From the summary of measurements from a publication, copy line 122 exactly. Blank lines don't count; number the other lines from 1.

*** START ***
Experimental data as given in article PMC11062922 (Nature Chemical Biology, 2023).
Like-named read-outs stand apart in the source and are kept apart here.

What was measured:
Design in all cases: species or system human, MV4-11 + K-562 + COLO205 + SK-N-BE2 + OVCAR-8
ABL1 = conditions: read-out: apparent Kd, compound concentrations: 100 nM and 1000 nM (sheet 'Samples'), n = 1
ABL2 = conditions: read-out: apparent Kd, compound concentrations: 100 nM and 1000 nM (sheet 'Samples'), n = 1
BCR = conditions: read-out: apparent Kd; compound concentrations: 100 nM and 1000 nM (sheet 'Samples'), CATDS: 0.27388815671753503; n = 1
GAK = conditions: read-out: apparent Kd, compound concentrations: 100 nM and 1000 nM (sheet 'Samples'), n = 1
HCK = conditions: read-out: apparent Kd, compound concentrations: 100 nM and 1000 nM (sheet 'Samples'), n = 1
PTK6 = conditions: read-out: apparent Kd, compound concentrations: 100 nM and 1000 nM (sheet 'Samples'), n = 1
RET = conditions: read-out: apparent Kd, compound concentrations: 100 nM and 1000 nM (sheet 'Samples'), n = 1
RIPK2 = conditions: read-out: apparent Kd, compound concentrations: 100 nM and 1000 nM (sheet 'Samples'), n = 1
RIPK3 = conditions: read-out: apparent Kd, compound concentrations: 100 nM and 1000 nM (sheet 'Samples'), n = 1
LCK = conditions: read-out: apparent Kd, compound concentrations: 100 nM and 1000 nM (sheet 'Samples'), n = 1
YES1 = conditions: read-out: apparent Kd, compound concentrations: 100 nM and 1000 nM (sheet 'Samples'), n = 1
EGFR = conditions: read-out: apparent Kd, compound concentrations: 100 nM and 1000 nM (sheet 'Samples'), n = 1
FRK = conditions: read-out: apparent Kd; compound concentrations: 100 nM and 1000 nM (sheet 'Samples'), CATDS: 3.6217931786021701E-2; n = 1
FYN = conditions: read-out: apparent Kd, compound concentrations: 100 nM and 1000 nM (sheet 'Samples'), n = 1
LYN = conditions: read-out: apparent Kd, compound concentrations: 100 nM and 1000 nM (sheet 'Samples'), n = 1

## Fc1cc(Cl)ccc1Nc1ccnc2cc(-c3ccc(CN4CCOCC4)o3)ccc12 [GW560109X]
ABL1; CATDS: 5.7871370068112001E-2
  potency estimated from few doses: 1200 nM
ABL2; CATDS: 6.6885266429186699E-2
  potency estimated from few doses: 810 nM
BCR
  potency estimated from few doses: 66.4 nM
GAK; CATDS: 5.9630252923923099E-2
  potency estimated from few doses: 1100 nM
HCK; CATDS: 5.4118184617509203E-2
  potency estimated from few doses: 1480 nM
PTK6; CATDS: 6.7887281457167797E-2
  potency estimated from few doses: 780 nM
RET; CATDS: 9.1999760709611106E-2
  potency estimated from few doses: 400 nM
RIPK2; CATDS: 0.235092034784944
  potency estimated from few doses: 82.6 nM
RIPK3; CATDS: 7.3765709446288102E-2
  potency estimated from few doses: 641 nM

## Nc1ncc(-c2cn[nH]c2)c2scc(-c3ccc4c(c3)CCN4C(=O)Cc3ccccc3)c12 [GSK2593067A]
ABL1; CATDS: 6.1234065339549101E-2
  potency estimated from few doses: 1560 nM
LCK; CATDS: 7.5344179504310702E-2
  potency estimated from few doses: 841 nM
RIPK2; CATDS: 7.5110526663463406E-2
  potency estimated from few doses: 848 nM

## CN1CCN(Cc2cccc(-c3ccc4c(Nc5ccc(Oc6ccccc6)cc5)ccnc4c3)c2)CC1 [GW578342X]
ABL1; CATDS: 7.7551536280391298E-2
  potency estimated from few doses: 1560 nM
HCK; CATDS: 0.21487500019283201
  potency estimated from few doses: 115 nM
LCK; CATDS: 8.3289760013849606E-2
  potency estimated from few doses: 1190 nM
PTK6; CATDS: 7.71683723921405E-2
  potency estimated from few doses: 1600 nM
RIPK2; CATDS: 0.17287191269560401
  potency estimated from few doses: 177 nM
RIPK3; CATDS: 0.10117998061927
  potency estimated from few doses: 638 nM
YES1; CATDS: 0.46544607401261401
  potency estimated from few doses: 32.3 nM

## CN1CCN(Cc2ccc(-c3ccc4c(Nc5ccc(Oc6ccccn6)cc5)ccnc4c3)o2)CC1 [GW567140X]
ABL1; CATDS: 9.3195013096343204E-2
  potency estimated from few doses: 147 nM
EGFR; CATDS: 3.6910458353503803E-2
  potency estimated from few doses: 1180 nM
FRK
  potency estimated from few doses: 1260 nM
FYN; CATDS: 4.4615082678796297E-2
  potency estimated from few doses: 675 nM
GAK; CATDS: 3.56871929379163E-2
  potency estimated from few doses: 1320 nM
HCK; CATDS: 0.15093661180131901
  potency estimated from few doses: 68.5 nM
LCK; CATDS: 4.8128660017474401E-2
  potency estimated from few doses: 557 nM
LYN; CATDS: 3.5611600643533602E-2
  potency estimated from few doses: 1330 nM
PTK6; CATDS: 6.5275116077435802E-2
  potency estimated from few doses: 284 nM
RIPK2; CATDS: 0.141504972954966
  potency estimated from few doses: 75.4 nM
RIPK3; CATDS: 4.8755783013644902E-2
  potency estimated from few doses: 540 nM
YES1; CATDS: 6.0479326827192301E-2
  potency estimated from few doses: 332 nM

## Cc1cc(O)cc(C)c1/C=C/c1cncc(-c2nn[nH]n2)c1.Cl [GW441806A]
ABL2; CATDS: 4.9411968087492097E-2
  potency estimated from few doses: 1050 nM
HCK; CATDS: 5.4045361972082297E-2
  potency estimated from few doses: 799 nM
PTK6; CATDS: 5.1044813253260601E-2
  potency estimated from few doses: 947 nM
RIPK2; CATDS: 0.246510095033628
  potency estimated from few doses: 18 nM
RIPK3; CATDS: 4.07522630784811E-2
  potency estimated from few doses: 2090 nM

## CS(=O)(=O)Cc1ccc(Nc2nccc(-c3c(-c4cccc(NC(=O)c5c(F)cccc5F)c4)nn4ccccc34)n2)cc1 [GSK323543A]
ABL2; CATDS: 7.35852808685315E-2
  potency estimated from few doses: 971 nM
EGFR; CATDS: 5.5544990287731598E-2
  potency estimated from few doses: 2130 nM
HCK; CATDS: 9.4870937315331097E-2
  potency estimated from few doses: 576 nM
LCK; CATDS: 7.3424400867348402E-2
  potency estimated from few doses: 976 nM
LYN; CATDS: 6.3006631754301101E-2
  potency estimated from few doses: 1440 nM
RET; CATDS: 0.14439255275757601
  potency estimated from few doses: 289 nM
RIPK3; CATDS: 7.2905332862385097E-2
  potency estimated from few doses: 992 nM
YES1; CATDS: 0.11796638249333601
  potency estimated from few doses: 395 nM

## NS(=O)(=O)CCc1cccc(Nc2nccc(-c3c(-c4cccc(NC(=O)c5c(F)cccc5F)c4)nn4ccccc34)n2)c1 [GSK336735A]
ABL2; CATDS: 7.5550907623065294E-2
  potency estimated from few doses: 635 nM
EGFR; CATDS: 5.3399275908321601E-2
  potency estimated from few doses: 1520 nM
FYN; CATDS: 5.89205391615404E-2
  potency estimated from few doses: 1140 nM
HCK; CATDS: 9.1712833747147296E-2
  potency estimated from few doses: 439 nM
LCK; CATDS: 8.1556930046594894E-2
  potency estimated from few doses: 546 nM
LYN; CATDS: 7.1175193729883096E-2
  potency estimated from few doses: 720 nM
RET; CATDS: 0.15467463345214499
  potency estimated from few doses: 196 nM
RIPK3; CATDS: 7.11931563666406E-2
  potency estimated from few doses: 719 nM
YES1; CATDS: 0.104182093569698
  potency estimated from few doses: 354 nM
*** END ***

  potency estimated from few doses: 439 nM